I became petrified of showing up. Somewhere along the way, I paused
…I liked too much the feeling of hovering, just one breath too much. I believe that flickers of rest—glimpses into that divine, sought-after stagnancy—are vital for growth. But this delicate balance of resting and hovering is one I broke with my tendency toward extremes. Before stepping into my studio, I paused to catch my breath. I tried to prematurely dissect that which I simply did not have the ability to know. I reached for every scribbled-down reminder that I do receive inspiration, sometimes. I strained my arms to gather my needs like strings, as if I could contain them all. An isolating act, a frivolous delay, and
though I am not moving, I am
far from being
And so, this piece is the result of what it meant to be still and to be advancing, together. This will not be my first time admitting that my art is not my own. In fact, if I had it my way, my pieces would carry with them the “cool” of a minimalist, and the push-the-envelope innovation of your keenest, liberal artist. But God just made my hands to move in a different way, I suppose. I choose; every second I am choosing—the color, the placement, the stain. But before I began my choosing, I was chosen. And I am chosen to show up and to paint His way, still.
I arrived at my place, unwound and unready and willing to bet that if I only made it to that piece of vellum on the wall, that would be enough. The fuchsia rolled onto the sheet easily, like a melting. It was weightless to me. (It isn’t the beginnings of paintings that I fear…it is their requests for commitment.) I worked into this small piece of paper like it was crying, and my lack of touch would evoke the howl.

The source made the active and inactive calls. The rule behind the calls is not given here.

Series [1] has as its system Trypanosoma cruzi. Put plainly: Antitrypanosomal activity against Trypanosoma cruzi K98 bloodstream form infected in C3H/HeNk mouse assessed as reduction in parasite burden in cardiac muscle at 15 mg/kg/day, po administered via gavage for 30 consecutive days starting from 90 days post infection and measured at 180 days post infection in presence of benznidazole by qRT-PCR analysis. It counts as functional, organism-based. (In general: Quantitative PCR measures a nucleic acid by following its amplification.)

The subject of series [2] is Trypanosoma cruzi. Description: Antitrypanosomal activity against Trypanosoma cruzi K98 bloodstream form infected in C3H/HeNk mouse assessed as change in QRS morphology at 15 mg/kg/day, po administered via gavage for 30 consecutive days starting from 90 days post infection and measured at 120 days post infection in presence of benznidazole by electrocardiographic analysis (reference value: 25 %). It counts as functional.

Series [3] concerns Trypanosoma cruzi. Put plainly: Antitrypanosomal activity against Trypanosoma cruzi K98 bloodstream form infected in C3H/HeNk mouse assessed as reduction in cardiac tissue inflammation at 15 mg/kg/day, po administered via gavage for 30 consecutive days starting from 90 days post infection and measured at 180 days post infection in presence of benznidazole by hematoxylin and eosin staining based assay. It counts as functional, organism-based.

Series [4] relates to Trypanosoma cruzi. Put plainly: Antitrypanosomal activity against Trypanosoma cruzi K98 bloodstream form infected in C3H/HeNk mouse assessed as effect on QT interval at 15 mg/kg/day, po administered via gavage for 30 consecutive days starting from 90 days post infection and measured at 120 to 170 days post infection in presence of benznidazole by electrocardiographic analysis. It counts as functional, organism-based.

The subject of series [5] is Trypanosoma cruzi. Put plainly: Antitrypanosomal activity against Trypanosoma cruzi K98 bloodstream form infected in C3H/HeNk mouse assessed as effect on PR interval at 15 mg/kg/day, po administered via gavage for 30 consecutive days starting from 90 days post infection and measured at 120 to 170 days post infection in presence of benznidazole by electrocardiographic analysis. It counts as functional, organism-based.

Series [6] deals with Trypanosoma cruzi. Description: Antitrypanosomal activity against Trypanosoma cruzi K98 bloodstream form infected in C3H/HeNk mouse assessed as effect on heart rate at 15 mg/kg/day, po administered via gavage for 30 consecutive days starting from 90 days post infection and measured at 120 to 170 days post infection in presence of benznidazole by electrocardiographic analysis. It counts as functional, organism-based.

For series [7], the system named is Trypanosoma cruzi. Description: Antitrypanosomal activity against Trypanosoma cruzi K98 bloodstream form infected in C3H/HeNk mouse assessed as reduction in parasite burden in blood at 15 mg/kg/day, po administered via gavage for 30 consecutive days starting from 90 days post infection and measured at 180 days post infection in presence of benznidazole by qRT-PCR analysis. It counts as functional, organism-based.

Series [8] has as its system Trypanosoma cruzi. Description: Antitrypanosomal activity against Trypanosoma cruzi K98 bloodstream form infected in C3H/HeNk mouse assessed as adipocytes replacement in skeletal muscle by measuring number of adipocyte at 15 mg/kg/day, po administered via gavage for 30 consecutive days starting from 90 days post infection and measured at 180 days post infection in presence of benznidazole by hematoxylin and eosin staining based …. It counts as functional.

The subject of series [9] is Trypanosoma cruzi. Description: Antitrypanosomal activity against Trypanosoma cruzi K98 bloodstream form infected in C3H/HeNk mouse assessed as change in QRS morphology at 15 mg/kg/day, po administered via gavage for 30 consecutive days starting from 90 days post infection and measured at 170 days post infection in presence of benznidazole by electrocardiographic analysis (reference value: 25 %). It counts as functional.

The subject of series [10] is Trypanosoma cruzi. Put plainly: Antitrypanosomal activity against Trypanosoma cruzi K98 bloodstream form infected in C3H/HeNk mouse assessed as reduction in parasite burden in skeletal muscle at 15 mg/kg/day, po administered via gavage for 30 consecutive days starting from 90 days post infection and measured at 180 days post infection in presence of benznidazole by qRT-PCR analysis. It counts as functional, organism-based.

keep at it. keep me. keep going keep me going.
The sun was a tool that day, helping me mix the ochres with the oils. It sped up the period of panic, too, as I stepped back to watch the thick, acrylic white bury my proof that I’d worked for hours. It was a shell over every detail that I thought I found beautiful. Too much striving, too much attachment to a line, and I must enter that phase of the process called destruction.
It is always harder to show up after destruction. But I do, and I did, and my piece received my utmost eyes. What remains is a work that houses layers of doing and undoing. It promotes the barely-there lines that matter, just as much as the concentrated blues. It is a reminder that our timidity to advance is often a side effect of a much more delicate complexity—one that eradicates pride and seeps slowly our imperfections. Acknowledging our internal, beautiful mess takes time.
This piece is entitled “A Face for the Willing.”